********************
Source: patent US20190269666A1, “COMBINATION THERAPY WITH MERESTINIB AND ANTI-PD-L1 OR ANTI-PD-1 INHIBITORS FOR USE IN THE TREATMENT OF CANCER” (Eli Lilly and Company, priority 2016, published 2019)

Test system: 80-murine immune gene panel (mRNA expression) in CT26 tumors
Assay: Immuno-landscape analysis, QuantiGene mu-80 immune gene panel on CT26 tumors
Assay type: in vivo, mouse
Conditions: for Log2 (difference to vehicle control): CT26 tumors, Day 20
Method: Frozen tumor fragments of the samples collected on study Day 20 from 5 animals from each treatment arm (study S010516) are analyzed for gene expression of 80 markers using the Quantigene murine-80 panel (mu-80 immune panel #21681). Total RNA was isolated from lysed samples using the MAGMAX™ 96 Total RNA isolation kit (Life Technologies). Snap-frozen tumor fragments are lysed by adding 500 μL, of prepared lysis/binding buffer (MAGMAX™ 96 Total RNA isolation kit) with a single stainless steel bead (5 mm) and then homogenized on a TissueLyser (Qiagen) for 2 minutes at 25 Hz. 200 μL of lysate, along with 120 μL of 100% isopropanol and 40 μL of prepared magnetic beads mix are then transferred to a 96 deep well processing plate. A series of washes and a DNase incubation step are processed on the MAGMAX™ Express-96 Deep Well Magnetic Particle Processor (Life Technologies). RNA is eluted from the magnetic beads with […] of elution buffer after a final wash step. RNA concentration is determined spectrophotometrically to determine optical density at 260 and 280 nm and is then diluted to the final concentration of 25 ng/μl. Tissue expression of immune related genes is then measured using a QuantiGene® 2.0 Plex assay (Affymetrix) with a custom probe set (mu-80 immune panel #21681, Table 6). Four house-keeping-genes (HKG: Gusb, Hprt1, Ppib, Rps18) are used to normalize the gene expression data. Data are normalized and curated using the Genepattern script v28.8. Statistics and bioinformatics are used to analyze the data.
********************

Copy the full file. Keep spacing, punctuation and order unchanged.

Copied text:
Source: patent US20190269666A1, “COMBINATION THERAPY WITH MERESTINIB AND ANTI-PD-L1 OR ANTI-PD-1 INHIBITORS FOR USE IN THE TREATMENT OF CANCER” (Eli Lilly and Company, priority 2016, published 2019)

Test system: 80-murine immune gene panel (mRNA expression) in CT26 tumors
Assay: Immuno-landscape analysis, QuantiGene mu-80 immune gene panel on CT26 tumors
Assay type: in vivo, mouse
Conditions: for Log2 (difference to vehicle control): CT26 tumors, Day 20
Method: Frozen tumor fragments of the samples collected on study Day 20 from 5 animals from each treatment arm (study S010516) are analyzed for gene expression of 80 markers using the Quantigene murine-80 panel (mu-80 immune panel #21681). Total RNA was isolated from lysed samples using the MAGMAX™ 96 Total RNA isolation kit (Life Technologies). Snap-frozen tumor fragments are lysed by adding 500 μL, of prepared lysis/binding buffer (MAGMAX™ 96 Total RNA isolation kit) with a single stainless steel bead (5 mm) and then homogenized on a TissueLyser (Qiagen) for 2 minutes at 25 Hz. 200 μL of lysate, along with 120 μL of 100% isopropanol and 40 μL of prepared magnetic beads mix are then transferred to a 96 deep well processing plate. A series of washes and a DNase incubation step are processed on the MAGMAX™ Express-96 Deep Well Magnetic Particle Processor (Life Technologies). RNA is eluted from the magnetic beads with […] of elution buffer after a final wash step. RNA concentration is determined spectrophotometrically to determine optical density at 260 and 280 nm and is then diluted to the final concentration of 25 ng/μl. Tissue expression of immune related genes is then measured using a QuantiGene® 2.0 Plex assay (Affymetrix) with a custom probe set (mu-80 immune panel #21681, Table 6). Four house-keeping-genes (HKG: Gusb, Hprt1, Ppib, Rps18) are used to normalize the gene expression data. Data are normalized and curated using the Genepattern script v28.8. Statistics and bioinformatics are used to analyze the data.